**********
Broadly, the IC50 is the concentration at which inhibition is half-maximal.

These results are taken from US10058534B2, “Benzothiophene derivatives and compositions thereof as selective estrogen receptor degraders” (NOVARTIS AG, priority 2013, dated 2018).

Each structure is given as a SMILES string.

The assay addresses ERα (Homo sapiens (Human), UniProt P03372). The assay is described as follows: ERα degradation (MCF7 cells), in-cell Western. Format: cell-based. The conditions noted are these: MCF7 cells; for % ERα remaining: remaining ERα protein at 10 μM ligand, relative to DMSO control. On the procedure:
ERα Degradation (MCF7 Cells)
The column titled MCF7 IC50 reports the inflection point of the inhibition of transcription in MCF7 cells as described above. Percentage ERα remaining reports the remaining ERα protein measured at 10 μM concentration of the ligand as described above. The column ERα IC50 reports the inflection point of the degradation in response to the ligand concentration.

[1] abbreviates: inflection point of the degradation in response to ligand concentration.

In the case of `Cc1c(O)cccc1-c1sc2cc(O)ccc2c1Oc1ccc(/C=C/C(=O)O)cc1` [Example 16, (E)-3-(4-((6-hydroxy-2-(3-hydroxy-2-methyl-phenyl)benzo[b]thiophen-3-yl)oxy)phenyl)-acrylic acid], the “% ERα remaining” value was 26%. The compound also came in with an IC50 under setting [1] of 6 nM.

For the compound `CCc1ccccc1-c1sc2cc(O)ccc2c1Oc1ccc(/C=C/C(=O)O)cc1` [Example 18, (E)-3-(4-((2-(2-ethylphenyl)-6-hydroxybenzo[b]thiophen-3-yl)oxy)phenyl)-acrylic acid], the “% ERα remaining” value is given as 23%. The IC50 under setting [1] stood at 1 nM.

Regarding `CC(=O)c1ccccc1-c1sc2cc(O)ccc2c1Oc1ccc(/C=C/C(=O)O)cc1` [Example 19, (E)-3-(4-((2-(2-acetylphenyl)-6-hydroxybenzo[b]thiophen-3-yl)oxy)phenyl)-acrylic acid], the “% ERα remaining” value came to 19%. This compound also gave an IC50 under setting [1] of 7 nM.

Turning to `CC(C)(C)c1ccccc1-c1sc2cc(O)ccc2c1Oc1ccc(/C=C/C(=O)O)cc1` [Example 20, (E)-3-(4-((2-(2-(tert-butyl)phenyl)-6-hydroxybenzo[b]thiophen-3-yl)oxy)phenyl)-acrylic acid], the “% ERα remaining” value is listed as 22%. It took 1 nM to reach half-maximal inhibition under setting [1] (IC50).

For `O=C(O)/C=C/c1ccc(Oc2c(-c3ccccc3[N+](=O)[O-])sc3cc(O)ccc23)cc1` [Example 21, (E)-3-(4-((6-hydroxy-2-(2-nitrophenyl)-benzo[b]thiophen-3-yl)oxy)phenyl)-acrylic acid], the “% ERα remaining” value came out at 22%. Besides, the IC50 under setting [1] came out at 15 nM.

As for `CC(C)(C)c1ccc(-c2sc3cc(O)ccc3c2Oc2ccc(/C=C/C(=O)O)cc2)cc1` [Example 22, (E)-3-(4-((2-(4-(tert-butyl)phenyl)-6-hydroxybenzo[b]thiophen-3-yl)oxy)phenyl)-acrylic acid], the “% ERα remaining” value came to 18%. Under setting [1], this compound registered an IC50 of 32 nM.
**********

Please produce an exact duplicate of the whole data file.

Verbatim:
Broadly, the IC50 is the concentration at which inhibition is half-maximal.

These results are taken from US10058534B2, “Benzothiophene derivatives and compositions thereof as selective estrogen receptor degraders” (NOVARTIS AG, priority 2013, dated 2018).

Each structure is given as a SMILES string.

The assay addresses ERα (Homo sapiens (Human), UniProt P03372). The assay is described as follows: ERα degradation (MCF7 cells), in-cell Western. Format: cell-based. The conditions noted are these: MCF7 cells; for % ERα remaining: remaining ERα protein at 10 μM ligand, relative to DMSO control. On the procedure:
ERα Degradation (MCF7 Cells)
The column titled MCF7 IC50 reports the inflection point of the inhibition of transcription in MCF7 cells as described above. Percentage ERα remaining reports the remaining ERα protein measured at 10 μM concentration of the ligand as described above. The column ERα IC50 reports the inflection point of the degradation in response to the ligand concentration.

[1] abbreviates: inflection point of the degradation in response to ligand concentration.

In the case of `Cc1c(O)cccc1-c1sc2cc(O)ccc2c1Oc1ccc(/C=C/C(=O)O)cc1` [Example 16, (E)-3-(4-((6-hydroxy-2-(3-hydroxy-2-methyl-phenyl)benzo[b]thiophen-3-yl)oxy)phenyl)-acrylic acid], the “% ERα remaining” value was 26%. The compound also came in with an IC50 under setting [1] of 6 nM.

For the compound `CCc1ccccc1-c1sc2cc(O)ccc2c1Oc1ccc(/C=C/C(=O)O)cc1` [Example 18, (E)-3-(4-((2-(2-ethylphenyl)-6-hydroxybenzo[b]thiophen-3-yl)oxy)phenyl)-acrylic acid], the “% ERα remaining” value is given as 23%. The IC50 under setting [1] stood at 1 nM.

Regarding `CC(=O)c1ccccc1-c1sc2cc(O)ccc2c1Oc1ccc(/C=C/C(=O)O)cc1` [Example 19, (E)-3-(4-((2-(2-acetylphenyl)-6-hydroxybenzo[b]thiophen-3-yl)oxy)phenyl)-acrylic acid], the “% ERα remaining” value came to 19%. This compound also gave an IC50 under setting [1] of 7 nM.

Turning to `CC(C)(C)c1ccccc1-c1sc2cc(O)ccc2c1Oc1ccc(/C=C/C(=O)O)cc1` [Example 20, (E)-3-(4-((2-(2-(tert-butyl)phenyl)-6-hydroxybenzo[b]thiophen-3-yl)oxy)phenyl)-acrylic acid], the “% ERα remaining” value is listed as 22%. It took 1 nM to reach half-maximal inhibition under setting [1] (IC50).

For `O=C(O)/C=C/c1ccc(Oc2c(-c3ccccc3[N+](=O)[O-])sc3cc(O)ccc23)cc1` [Example 21, (E)-3-(4-((6-hydroxy-2-(2-nitrophenyl)-benzo[b]thiophen-3-yl)oxy)phenyl)-acrylic acid], the “% ERα remaining” value came out at 22%. Besides, the IC50 under setting [1] came out at 15 nM.

As for `CC(C)(C)c1ccc(-c2sc3cc(O)ccc3c2Oc2ccc(/C=C/C(=O)O)cc2)cc1` [Example 22, (E)-3-(4-((2-(4-(tert-butyl)phenyl)-6-hydroxybenzo[b]thiophen-3-yl)oxy)phenyl)-acrylic acid], the “% ERα remaining” value came to 18%. Under setting [1], this compound registered an IC50 of 32 nM.